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EVALUATION AND PERCEPTION OF EVIDENCE

Dictum

In carrying out its sacrosanct function of evaluation of evidence, the trial judge begins by receiving into its record all relevant evidence on the case or the fact in issue, and this is perception of evidence. He then proceeds to weigh the evidence in the light of the surrounding circumstances; this is evaluation of evidence. The findings of fact by a trial Court involves both perception and evaluation. See ONI vs. JOHNSON (2015) LPELR (24545) 1 at 35-38.

— A.A. Wambai, JCA. Aliyu v. Bulaki (2019) – CA/S/36/2018

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THE APPELLATE COURT IS IN A GOOD POSITION TO EVALUATE EVIDENCE AS THE TRIAL JUDGE

Indeed, if there is a complaint that a trial judge did not make findings based on the evidence placed before him, the appellate court is in as good position as the trial court to do its own evaluation of the evidence contained in the records of appeal. See: Narumai and Sons Nig. Ltd v. Niger Benue Transport Co Ltd (1989) 2 NWLR (Pt.106) 730. And where the appellate court finds that there are inadequacies on the part of the trial judge in reaching his decision or finding that is perverse, the appellate court has a duty to examine the inferences and conclusions drawn by the trial judge and then re-evaluate the evidence in order to come to its own judgment, to see that justice is done. See: Atolagbe v. Shorun (1985) 1 NWLR (Pt.2) 360; Eki v. Giwa (1977) 2 SC, 131; Lion Building Ltd v. Shadipe (1976) 12 SC 135.

— T.S. YAKUBU, JCA. Fayose v ICN (2012) – CA/AE/58/2010

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EVALUATION, ASCRIBING PROBATIVE VALUE, DUTY OF TRIAL JUDGE

Generally, and it is settled law that the evaluation of evidence adduced and ascription of probative value or weight to such evidence is the primary duty of the trial judge who saw and heard the witnesses testified. The trial judge is therefore in a position to access the credibility and watch the demeanour of the witnesses.

– O. Ariwoola, JSC. Tukur v. Uba (2012) – SC.390/2011

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GUIDING PRINCIPLES FOR EVALUATION OF EVIDENCE

However, when the evaluation of evidence by a particular trial judge is in issue or being challenged, the guiding principles are as follows: (i) whether the evidence is admissible (ii) whether the evidence is relevant (iii) whether the evidence is credible (iv) whether the evidence is conclusive (v) Whether the evidence is probable than that given by the other Party.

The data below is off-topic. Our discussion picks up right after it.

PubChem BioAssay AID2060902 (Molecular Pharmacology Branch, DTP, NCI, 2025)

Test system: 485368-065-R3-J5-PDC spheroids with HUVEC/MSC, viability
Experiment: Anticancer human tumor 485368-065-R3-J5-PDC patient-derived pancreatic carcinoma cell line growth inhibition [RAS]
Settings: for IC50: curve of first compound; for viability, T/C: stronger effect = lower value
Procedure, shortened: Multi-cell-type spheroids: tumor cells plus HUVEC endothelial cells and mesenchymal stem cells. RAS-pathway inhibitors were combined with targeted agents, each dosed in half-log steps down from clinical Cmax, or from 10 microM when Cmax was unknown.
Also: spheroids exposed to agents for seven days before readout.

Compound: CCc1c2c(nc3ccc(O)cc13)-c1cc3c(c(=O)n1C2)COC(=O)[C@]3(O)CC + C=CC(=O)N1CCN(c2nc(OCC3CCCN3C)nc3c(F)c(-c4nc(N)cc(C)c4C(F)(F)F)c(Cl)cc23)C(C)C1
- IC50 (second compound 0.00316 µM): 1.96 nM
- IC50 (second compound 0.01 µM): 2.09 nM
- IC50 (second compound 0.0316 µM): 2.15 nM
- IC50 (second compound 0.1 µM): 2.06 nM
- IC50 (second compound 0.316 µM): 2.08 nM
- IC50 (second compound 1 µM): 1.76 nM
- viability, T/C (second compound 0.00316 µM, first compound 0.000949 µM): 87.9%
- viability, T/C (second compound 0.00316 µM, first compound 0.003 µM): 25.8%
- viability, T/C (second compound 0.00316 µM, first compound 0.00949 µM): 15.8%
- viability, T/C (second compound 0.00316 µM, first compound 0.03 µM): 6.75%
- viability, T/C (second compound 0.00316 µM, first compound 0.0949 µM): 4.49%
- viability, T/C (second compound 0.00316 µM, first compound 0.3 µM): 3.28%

– O. Ariwoola, JSC. Tukur v. Uba (2012) – SC.390/2011

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NOT THE DUTY OF APPEAL COURT TO RE-EVALUATE FACT

Generally, the duties of an appellate court does not involve re-evaluation of the evidence of witnesses. An appellate court may only interfere when the findings are perverse or wrong because of violation of some principles of law or procedure.

– Ogunwumiju JCA. NBC v. Olarewaju (2006) – CA/IL/43/2004

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DUTY OF TRIAL COURT; PERCEPTION & EVALUATION OF EVIDENCE

There is a duty in a trial court to receive all available relevant evidence on an issue. This is perception of evidence. After that there is another duty to weigh that evidence in the context of the surrounding circumstances of the case. This is evaluation of evidence. A finding of fact will entail both perception and evaluation. But very often in actual practice it is difficult to say when perception ends and evaluation begins.

– Oputa JSC. OLUFOSOYE v. OLORUNFEMI (1989)

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CASES SHOULD BE EXAMINED ON MERIT

Every effort must painstakingly be made to do justice. A snappy short cut decision bereft of an examination of the merits of the case settles nothing.

– Gumel, JCA. Ehanire v. Erhunmwuse (2007)

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